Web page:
In Washington, the teens and their parents were put up in a nice hotel, the teens with roommates from another state. The first night, Tanya wasn't hungry for dinner at 5:30 EST. Her stomach was still on AST, and it was much too early, so she ate what she could and then stopped. At 9:45 she was starving to death. The teens were not allowed to order or bring food into their rooms, and they couldn't be out after 10, so Karla ordered dinner brought to her room for Tanya. At 10 the chaperon from the event did a room check and discovered that Tanya was not in her room, but rather right across the hall in her mother's. The chaperon descended on Tanya and Karla, full of bombast and moral rectitude, demanding that Tanya return to her room "right this minute." Karla explained that Tanya was hungry. The chaperon said that dinner had been at 5:30.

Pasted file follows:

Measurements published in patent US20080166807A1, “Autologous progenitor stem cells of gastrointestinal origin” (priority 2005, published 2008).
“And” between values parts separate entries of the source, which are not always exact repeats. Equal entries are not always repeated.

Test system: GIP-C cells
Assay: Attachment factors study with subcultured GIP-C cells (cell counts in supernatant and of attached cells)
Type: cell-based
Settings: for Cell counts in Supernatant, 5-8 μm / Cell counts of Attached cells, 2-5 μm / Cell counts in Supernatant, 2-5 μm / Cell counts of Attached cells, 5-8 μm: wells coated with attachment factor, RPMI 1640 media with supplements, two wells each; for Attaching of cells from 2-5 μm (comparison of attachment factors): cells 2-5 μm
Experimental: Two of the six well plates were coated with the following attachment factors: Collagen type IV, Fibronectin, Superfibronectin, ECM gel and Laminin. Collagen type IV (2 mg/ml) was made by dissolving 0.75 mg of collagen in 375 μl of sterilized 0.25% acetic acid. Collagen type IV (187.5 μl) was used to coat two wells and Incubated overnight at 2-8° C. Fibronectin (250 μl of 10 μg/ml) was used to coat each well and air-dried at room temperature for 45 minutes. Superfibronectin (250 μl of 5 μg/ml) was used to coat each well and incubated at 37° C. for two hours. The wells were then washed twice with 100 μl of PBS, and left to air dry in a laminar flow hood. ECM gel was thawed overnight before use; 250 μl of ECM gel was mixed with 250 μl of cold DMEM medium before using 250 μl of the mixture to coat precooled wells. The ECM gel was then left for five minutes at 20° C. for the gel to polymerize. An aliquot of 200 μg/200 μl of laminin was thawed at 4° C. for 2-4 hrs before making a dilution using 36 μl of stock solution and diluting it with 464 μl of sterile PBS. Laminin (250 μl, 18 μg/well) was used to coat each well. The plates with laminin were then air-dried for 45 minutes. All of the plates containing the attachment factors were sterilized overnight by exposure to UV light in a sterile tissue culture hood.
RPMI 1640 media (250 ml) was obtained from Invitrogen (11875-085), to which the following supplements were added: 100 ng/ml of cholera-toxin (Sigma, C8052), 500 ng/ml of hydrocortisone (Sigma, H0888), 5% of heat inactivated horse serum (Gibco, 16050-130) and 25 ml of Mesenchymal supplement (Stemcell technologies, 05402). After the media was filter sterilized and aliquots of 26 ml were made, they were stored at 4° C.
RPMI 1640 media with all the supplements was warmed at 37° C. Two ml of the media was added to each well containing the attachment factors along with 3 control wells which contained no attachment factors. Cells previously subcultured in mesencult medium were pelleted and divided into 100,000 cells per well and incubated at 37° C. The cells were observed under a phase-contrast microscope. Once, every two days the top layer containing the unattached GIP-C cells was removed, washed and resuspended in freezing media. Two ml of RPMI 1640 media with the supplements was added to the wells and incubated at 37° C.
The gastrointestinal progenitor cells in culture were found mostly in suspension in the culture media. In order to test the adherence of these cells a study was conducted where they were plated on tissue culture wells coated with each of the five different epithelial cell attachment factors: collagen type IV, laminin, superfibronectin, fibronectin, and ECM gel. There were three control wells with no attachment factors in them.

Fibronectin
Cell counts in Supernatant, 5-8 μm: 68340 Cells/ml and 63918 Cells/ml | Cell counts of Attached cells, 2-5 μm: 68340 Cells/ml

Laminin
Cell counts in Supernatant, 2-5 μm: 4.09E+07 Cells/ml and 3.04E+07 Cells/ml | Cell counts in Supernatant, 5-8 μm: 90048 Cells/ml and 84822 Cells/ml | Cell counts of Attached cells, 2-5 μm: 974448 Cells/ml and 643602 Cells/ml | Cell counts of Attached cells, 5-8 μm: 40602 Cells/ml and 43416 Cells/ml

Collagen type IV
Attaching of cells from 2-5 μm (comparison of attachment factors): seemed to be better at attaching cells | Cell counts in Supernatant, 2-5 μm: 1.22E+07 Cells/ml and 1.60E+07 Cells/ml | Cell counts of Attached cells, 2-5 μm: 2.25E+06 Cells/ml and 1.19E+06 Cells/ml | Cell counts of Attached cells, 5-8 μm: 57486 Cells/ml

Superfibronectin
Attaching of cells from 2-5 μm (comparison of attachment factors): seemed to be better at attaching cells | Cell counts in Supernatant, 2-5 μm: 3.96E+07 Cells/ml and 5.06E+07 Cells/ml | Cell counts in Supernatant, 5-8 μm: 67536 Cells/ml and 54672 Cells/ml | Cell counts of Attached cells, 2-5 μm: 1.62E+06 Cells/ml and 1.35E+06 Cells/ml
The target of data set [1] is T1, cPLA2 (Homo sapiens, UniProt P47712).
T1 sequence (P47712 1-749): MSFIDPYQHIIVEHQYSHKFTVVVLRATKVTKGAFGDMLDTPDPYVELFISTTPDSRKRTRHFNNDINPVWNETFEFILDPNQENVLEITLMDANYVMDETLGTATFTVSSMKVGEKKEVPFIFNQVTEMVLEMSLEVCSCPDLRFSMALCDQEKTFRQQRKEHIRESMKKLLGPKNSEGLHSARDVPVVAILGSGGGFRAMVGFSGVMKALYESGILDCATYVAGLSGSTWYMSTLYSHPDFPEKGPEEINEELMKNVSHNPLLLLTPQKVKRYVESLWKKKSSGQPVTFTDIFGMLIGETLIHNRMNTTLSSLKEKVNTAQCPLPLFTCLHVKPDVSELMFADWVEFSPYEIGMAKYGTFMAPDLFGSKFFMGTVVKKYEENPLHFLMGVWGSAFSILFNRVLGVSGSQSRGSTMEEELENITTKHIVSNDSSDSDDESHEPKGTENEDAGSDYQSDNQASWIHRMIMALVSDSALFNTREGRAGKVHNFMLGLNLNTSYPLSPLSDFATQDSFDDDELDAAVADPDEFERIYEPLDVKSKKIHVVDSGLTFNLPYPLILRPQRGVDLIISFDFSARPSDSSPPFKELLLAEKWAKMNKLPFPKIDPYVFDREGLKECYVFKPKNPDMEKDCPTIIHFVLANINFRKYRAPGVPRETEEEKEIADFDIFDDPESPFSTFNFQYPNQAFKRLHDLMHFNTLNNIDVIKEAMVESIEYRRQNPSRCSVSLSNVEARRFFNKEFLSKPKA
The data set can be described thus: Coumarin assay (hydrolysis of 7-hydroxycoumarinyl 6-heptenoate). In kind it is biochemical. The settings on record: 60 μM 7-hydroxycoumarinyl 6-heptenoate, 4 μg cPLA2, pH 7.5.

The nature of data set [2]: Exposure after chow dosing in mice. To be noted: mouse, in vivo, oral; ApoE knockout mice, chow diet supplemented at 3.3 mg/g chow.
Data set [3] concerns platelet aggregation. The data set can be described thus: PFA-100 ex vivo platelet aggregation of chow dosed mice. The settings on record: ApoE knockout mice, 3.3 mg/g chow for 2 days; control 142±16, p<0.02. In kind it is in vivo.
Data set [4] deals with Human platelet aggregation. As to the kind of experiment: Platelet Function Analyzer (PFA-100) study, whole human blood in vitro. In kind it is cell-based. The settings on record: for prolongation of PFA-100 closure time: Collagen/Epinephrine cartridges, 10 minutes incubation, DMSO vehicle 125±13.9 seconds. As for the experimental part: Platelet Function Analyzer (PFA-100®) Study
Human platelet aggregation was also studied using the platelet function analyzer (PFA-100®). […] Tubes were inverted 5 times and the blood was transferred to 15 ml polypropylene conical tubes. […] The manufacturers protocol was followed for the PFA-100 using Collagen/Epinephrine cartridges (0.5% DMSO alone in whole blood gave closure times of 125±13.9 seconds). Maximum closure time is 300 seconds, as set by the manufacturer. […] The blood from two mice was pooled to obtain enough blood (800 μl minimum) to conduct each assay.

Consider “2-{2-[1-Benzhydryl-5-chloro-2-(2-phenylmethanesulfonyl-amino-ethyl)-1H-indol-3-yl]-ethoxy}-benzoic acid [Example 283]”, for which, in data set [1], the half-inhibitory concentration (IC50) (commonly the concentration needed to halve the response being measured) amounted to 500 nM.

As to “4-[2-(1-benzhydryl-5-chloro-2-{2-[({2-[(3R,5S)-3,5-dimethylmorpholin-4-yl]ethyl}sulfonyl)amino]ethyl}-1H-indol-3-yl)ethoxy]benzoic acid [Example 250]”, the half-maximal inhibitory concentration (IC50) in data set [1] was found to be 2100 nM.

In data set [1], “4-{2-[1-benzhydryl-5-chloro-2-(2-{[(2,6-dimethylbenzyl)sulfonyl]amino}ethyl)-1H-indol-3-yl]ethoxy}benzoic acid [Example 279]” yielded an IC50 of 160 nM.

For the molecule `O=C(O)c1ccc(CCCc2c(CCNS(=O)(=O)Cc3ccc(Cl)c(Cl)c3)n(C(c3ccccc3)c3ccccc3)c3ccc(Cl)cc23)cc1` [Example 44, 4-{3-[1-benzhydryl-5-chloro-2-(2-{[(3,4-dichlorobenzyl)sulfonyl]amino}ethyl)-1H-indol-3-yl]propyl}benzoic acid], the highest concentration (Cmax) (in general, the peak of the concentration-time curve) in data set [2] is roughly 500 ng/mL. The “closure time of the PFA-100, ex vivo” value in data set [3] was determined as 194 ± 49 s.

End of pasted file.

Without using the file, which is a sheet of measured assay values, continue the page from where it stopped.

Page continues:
"Yes," Karla responded, "but we are from Alaska and she wasn't hungry at 5:30. Now it is dinnertime for her stomach and I'm feeding her."

"It is after 10. She has to be in her own room."

"Very well, we can take the food in there."

"There is no food allowed in the kids' rooms."

"I gave birth to this child," declared Karla -- and that foolish white woman from Washington D.C., who had never dealt with a Tlingit mother before did not hear the sound of mother bear.* "And I am feeding her." After that I don't know what was said, no one has told me. I do know that Tanya spent the rest of the week as her mother's roommate. And I know that she ate when she was hungry.

* Anyone who has dealt with a Tlingit mother knows that when she says, "I gave birth to this child" the only wise thing to do is back off. The farther, the better.

Friday, May 25, 2007

Out of the Mouth of Maya